America’s very own bourbon has been around since the late 18th century, when colonial settlers got thirsty and adapted their whiskey-making skills to accommodate local crops like corn. After some no doubt interesting experimentation, a corn-based spirit aged in new, charred oak barrels was born, and the world has been enjoying it ever since. And, just to be extra clear, while all bourbons are whiskeys, not all whiskeys are bourbons. This liquor is a uniquely American classic in its own right.
The interest in bourbon may never have been higher than in recent years, and as such, the style has been known to feature heavily on the lists of most popular whiskey brands in America (via VinePair). But are the major bourbon players that rule the sales lists actually any good — or are they just big, and the real bourbon delicacies hide somewhere in the small batch game? Today, we’ll take a look at the most popular bourbon brands out there, and rank them from worst to best.
Oh, and don’t worry, purists. Jack Daniel’s won’t make an appearance here, despite its tendency to pop up on some bourbon bestseller lists (via Forbes). After all, it is a Tennessee whiskey instead of bourbon (per Jack Daniel’s).
9. Jim Beam
Every ladder has a bottom rung, and this time, that rather questionable honor falls to none other than Jim Beam. It’s the bestselling bourbon in the entire world (via VinePair), so chances are that when the average consumer thinks about this particular whiskey type, Jim Beam Kentucky Straight Bourbon Whiskey is the taste at the tip of their tongue. But should it be there in the first place?
To start, Jim Beam is not bad. You’re unlikely to have a sip of it and throw the bottle away in deep, seething disgust. What earns this particular brand the place at the bottom of the ranking is that, as Whiskey Reviewer notes, there simply isn’t a lot to it on any front. The standard, white-label Jim Beam is a young, cheap bourbon for people on the lookout for young, cheap bourbon, and there’s nothing wrong with that, per se.
However, at the end of the day, the nose, palate, and finish of Jim Beam all lack depth. It’s a sweet, shallow thing that’s excellent if you want a "training wheels bourbon" that doesn’t pretend to be anything else. If a person who doesn’t like whiskey finds themselves in a stereotypical Old West saloon where the only options on the menu are bourbon and bullets, this is the brand that’s among the easiest to drink — but a serious bourbon lover might want to head for different pastures.
8. Basil Hayden’s
Package design can be an incredibly important factor for all sorts of goods, not to mention liquors that are competing with each other on some pretty packed store shelves. And while Basil Hayden’s Kentucky Straight Bourbon Whiskey definitely looks good standing next to the competition, that belt-and-poncho system so unique to its bottles is specifically designed to make the bottle resemble a pre-wrapped gift (per Preacher).
That wouldn’t be a bad thing if the contents of the package were enough to justify all the frills, but unfortunately, Basil Hayden’s can’t quite live up to its neat belt buckle look.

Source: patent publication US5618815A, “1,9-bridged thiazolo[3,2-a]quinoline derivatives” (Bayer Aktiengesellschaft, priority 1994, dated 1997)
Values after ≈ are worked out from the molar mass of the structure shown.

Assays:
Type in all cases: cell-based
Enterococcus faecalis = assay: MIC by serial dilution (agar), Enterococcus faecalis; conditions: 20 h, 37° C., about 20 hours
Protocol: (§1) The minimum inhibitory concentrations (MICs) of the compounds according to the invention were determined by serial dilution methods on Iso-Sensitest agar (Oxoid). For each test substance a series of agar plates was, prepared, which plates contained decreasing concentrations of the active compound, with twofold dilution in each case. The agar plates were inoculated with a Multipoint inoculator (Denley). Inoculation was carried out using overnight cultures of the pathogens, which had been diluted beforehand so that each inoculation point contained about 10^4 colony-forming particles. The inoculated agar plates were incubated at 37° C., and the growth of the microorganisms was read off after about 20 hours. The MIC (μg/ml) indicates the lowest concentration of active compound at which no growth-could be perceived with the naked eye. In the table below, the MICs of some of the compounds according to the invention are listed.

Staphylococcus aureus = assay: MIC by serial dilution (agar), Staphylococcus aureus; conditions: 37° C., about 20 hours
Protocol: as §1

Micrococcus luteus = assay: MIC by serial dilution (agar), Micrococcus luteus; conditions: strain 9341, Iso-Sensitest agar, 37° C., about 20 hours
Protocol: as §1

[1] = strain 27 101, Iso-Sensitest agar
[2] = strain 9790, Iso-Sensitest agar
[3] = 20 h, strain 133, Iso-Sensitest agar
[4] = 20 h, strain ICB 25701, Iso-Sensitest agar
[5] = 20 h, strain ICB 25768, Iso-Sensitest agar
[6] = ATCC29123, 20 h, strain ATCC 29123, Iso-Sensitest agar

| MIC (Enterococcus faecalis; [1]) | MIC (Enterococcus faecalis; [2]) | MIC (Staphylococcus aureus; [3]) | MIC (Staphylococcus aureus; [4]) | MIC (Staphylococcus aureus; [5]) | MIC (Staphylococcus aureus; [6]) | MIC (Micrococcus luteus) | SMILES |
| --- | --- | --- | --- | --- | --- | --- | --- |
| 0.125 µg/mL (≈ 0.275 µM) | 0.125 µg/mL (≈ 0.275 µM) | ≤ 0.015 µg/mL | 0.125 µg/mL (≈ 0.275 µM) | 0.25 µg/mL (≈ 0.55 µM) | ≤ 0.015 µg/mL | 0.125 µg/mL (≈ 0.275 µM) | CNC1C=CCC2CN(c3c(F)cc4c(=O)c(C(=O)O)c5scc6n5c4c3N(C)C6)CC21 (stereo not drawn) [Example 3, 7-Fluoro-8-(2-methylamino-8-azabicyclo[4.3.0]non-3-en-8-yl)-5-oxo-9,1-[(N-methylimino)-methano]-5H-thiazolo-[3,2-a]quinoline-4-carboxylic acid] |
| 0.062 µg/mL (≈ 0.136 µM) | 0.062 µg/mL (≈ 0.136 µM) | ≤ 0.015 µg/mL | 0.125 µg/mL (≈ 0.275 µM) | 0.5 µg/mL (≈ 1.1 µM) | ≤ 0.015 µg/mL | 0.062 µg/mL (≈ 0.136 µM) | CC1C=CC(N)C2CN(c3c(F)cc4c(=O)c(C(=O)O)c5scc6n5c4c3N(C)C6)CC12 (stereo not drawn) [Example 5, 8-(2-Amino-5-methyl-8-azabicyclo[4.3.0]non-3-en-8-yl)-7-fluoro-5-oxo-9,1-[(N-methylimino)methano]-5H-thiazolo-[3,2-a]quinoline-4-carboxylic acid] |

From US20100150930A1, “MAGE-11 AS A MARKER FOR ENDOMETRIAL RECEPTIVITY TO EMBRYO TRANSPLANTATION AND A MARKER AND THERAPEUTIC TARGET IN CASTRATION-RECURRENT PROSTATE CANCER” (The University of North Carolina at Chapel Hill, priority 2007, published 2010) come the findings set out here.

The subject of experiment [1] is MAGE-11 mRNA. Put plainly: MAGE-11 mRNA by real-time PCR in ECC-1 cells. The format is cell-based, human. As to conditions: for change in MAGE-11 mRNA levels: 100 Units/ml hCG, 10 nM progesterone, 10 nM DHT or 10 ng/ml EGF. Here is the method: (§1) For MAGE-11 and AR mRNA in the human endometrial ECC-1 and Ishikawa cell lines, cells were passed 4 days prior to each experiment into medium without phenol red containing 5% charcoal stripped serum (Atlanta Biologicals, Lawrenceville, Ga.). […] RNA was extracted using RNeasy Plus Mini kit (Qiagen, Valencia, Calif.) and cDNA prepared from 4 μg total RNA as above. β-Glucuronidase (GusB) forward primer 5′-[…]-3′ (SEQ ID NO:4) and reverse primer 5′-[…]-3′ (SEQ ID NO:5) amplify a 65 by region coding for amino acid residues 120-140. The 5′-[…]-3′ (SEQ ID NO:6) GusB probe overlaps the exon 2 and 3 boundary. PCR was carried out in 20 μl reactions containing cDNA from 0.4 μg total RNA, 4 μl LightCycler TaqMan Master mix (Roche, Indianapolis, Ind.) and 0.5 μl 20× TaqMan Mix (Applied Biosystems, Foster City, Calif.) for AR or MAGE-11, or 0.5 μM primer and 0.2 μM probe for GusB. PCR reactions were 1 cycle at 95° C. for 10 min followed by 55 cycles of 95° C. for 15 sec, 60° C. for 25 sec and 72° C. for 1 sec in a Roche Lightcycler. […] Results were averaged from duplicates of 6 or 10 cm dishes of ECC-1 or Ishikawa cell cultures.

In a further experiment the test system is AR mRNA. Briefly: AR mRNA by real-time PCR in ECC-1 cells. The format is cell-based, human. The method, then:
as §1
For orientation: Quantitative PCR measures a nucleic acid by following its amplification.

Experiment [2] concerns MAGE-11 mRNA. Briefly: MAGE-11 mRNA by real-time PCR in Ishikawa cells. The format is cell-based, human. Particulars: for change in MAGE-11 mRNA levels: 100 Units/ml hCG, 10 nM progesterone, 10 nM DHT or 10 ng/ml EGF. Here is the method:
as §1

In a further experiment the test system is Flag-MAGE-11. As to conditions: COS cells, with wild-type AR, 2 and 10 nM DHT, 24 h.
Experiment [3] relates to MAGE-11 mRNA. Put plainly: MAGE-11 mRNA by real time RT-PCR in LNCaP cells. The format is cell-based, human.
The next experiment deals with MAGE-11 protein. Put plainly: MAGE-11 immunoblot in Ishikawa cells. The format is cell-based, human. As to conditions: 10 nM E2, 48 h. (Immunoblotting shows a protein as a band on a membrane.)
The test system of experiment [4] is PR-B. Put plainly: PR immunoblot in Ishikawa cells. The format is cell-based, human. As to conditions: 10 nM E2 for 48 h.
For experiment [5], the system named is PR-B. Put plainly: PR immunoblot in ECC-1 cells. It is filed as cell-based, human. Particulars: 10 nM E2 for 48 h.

Another member of the Jim Beam family, Basil Hayden’s has a fairly similar, light and butterscotch-y flavor profile, but adds a little punch of pepper at the end (per 31 Whiskey). Even then, at the end of the day, it still has that Jim Beam thing going on, meaning that it’s firmly on the easy-drinking side of the bourbon experience. As with Jim Beam, there’s no shame in that — but it also means that whenever heavyweight bourbons duke it out, Basil Hayden’s is just a touch too gentle and soft to make it to the final rounds.
7. Four Roses
Some may feel it’s sacrilegious to place a decent utility bourbon like Four Roses this low on the list, but the mid-tier is pretty packed, and ultimately, the Roses’ fruity tang can’t quite rise above the competition. There’s a good reason it’s among the bestsellers, though. Per Spruce Eats, the brand’s distinctive floral and fruity aromas make it interesting enough on its own, especially when it comes to the more expensive limited editions — though, to be fair, pretty much every brand on this list has a set of excellent limited editions and high-end products. So, for the purposes of simplicity, let’s stick with the flagship products whenever possible.
That leaves you with the standard 80 proof, which is drinkable enough on its own, but perhaps at its best as an affordable cocktail base. Arguably, the most interesting thing about Four Roses is its curious making process, in which the products are mixed from 10 separate bourbons that the company manufactures from two different mash bills and five yeasts (via Four Roses Bourbon).
As such, a bourbon enthusiast might very well want to keep a bottle around as a combination of a neat conversation piece and a capable everyday spirit. Still, unless you’re already a huge fan of Four Roses’ particular brand of well-balanced, low-proof fare, there are tastier things on this list.
6. Maker’s Mark
The third outing of the Jim Beam family on this list marks a significant turn for the better. Out of all popular bourbons, Maker’s Mark might just be the one with the greatest rock ‘n’ roll chops, courtesy of its association with Motörhead singer-bassist and overall rock legend Lemmy Kilmister (per Rolling Stone). In fact, Rage Against the Machine guitarist Tom Morello once called Kilmister "Part man, part wolf, part Maker’s Mark."
Either because of this or because of its ready availability, the brand has been the "starter" bourbon for many, and as Breaking Bourbon notes, some have been soured by this reputation and dismiss it as an easy choice. But is easy all that bad, after all?
That’s not to say Maker’s Mark isn’t a very decent sweet bourbon, though. Its comparatively mellow palate can’t quite cash in the checks its strong nose writes, but the finish is nicer than the mouthfeel would make you assume, making Maker’s Mark a not-too-steep, but still perfectly enjoyable rollercoaster. Just don’t expect fireworks.
5. Wild Turkey